The Ribbon Thing · At conferences there are badges and on badges there are ribbons, often with labels such as “Sponsor” or “Speaker” or “Chair”, designed to make their bearers seem more important. At OSCON, there are ribbons, but anyone can have as many as they want; a bunch of preconfigured ones are provided and there are facilities for customization. Here are mine.

Tim Bray’s OSCON buttons

The Ruby ribbon is truncated because it read “Ruby Rockstar” and I’m not one of those. Note the turquoise one reading “Desperate Perl Hacker”; It turns out that, a long time ago in a galaxy far away, I coined that phrase.

The year was 1996 and the XML co-conspirators had plenty of experience with the relative ease of wrangling large datasets in open textual as opposed to closed binary formats. The narrative was something like this: A Vice President with his hair on fire runs into a hacker’s cubicle saying “We have to change all appearances of ‘Soviet Union’ to ‘Russian Federation’ in the whole legal-publications suite and support system and there’s no time and no head-count! We’re doomed!” But the Desperate Perl Hacker triumphs, because the data is in transparent text files. The D.P.H. was repeatedly invoked during the XML design process to support this or that simplifying feature.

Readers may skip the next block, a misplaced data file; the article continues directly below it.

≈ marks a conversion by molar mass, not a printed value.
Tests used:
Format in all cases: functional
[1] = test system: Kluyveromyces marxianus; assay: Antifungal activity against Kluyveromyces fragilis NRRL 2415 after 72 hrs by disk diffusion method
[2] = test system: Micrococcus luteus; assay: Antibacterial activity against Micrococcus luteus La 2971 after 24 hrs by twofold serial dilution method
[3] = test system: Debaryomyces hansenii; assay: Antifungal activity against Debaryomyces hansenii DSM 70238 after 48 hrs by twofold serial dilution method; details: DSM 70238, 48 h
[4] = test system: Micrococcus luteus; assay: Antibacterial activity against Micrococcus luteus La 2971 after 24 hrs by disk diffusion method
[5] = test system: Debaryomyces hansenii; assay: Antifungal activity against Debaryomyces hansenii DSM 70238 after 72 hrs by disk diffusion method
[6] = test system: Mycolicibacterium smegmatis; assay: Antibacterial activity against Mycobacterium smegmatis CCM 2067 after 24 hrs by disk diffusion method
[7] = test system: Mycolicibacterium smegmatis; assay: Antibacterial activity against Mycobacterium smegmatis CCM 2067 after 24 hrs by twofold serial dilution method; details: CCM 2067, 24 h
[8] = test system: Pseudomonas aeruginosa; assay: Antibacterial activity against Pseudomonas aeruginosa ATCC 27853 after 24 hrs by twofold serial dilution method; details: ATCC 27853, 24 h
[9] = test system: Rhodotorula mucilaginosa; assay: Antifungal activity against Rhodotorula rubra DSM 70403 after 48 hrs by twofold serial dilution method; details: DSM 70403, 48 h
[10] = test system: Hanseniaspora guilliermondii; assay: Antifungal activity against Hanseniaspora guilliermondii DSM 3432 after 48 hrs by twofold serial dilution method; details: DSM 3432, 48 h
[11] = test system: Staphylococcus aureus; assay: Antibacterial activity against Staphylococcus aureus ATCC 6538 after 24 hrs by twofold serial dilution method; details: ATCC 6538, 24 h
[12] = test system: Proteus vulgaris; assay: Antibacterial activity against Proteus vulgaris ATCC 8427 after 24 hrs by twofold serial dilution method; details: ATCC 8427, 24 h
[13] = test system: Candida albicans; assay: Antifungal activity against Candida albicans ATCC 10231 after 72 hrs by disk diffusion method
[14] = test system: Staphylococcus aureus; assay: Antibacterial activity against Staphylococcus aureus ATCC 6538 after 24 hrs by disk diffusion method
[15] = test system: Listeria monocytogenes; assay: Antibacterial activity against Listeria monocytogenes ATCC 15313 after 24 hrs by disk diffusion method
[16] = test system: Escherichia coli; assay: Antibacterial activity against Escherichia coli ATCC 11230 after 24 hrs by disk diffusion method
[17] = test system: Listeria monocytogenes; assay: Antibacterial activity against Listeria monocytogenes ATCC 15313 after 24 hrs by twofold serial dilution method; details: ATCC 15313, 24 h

Here’s the sad part: Parts of the community at this year’s OSCON deemed the D.P.H. ribbon inappropriate in view of Perl’s somewhat beleaguered status, and it was no longer on display by the time I got there. I managed to obtain one from a plain brown envelope with a bit of nudge-nudge wink-wink, and I wore it with pride.